OSR arose from the recent interspecific hybridisation of Brassica rapa and Brassica oleracea. Owing to the recentness of the hybridisation event, the genetic diversity within OSR is more restricted compared to the progenitor species. Therefore, the more genetically diverse progenitor species can be screened for TuYV resistance capable of being integrated into OSR. To broaden the TuYV resistance base in OSR, resistance in B. rapa and B. oleracea lines have been characterised and mapped as part of this project and a BBSRC Impact Acceleration Award. To do this, populations segregating for the B. rapa or B. oleracea TuYV resistances were created and screened with a selection of DNA markers. The latter was carried out through collaborations with Limagrain Europe and University of Western Australia. Results suggested, that both resistances are novel (different to the commercial resistance), dominantly inherited and possibly controlled by multiple genes.

Combination and integration of the TuYV resistances from the characterised B. rapa and B. oleracea lines into OSR has been attempted using resynthesis; a technique that involves the interspecific crossing of the two lines. Resynthesised oilseed rape plants have successfully been produce by this method and have been shown to have possess TuYV-resistance that is comparable in strength to the commercial resistance.

During this project, the first Brazilian isolate of TuYV has been sequenced following an international placement hosted at the University of Warwick. The Brazilian TuYV isolate sequence is very different to the sequences of European isolates and will deposited in GenBank after publication of a note.
Exploitation Route In this project and follow on BBSRC Impact Acceleration Award funding, novel Turnip yellows virus (TuYV) resistance has been identified and mapped in Brassica rapa and Brassica oleracea lines. These TuYV-resistant B. rapa and B. oleracea lines were crossed to produce 'resynthesised' oilseed rape (OSR, Brassica napus) plants possessing combined TuYV resistance. These resynthesised OSR plants are off particular interest to Limagrain UK Ltd. (industrial sponsor of this project), who want to include them in their elite OSR breeding program. Furthermore, TuYV resistance-linked markers, identified from mapping of the B. rapa and B. oleracea lines, can be used to accelerate the introgression of the novel resistances into commercial varieties of OSR, using marker-assisted selection.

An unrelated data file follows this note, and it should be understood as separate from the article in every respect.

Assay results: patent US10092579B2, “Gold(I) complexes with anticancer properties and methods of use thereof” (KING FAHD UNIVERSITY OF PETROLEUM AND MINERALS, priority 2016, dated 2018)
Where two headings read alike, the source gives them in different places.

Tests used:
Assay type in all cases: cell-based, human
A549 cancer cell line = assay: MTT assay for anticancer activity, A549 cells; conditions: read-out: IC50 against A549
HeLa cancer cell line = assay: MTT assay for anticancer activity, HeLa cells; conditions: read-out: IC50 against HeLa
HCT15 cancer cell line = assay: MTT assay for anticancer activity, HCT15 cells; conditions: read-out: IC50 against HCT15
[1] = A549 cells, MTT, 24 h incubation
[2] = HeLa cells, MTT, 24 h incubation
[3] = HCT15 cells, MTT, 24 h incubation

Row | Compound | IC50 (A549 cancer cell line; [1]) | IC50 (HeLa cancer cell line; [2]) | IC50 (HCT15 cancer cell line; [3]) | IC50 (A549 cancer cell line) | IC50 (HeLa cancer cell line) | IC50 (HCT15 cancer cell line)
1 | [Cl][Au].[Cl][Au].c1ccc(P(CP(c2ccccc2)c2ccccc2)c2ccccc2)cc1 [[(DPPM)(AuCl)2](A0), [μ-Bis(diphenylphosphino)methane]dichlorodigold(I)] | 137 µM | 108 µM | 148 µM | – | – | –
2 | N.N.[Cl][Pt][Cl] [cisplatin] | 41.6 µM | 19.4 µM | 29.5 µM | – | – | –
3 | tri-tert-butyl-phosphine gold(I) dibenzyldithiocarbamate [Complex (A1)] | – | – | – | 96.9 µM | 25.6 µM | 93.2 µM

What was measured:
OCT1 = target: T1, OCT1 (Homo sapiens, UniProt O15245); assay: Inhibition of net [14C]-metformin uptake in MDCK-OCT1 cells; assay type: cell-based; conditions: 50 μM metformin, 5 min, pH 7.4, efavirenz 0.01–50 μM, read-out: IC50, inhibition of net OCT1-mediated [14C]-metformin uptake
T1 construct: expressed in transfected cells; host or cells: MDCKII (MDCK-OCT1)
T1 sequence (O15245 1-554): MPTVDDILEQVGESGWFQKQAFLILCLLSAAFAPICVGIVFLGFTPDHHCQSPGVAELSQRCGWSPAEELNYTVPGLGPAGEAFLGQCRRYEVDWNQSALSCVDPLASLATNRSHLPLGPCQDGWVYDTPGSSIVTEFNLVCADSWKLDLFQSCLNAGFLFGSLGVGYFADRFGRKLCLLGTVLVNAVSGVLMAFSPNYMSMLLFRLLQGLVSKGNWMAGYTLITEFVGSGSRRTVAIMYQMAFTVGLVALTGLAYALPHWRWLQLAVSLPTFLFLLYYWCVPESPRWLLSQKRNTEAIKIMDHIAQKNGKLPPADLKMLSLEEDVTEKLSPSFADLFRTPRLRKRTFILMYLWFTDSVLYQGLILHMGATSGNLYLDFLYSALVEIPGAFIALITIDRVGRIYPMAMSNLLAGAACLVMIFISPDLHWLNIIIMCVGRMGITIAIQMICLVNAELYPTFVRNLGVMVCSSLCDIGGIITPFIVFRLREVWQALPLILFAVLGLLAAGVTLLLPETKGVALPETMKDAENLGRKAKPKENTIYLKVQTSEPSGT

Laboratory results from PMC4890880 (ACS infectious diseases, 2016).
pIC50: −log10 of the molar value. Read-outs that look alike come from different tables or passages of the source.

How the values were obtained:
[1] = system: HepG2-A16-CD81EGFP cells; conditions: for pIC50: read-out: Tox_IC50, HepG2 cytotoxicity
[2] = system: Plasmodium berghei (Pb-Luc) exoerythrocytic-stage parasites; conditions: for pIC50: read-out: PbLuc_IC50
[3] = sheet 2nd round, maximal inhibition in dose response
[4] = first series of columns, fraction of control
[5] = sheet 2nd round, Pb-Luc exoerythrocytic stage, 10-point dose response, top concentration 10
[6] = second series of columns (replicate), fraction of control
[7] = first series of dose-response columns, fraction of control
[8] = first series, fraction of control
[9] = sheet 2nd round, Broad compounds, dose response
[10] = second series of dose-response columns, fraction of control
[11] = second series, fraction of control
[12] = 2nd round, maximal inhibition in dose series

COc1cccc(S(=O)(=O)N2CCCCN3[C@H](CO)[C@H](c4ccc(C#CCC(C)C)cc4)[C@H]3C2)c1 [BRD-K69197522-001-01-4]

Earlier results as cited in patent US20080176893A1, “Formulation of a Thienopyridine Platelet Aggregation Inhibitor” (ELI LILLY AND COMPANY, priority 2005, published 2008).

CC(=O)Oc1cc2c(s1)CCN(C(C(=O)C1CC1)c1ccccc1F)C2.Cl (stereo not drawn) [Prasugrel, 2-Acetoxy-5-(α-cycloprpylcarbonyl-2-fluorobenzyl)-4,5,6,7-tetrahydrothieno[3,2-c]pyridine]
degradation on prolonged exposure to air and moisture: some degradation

Additional TuYV resistant B. oleracea lines not currently being utilised under a project, have been identified at the University of Warwick and have had interest from industry. These lines can also be utilised by subsequent research projects to further broaden and improve TuYV resistance in OSR and also vegetable brassicas.
Sectors Agriculture, Food and Drink

 
Description Conference Travel Grant
Amount £1,000 (GBP)
Organisation The British Society of Plant Pathology 
Sector Charity/Non Profit
Country United Kingdom
Start 08/2018 
End 01/2019
 
Description University of Warwick UKRI Innovation Fellowships: BBSRC Flexible Talent Mobility Accounts
Amount £90,000 (GBP)
Funding ID BB/R506588/1 
Organisation Biotechnology and Biological Sciences Research Council (BBSRC) 
Sector Public
Country United Kingdom
Start 11/2017 
End 03/2019
 
Description Food security public outreach event (University of Warwick) 
Form Of Engagement Activity Participation in an activity, workshop or similar
Part Of Official Scheme? No
Geographic Reach Local
Primary Audience Public/other audiences
Results and Impact Public outreach event which involved manning a stall showcasing the impact of plant viruses on food security and the importance of genetic resistance to plants viruses.
Year(s) Of Engagement Activity 2017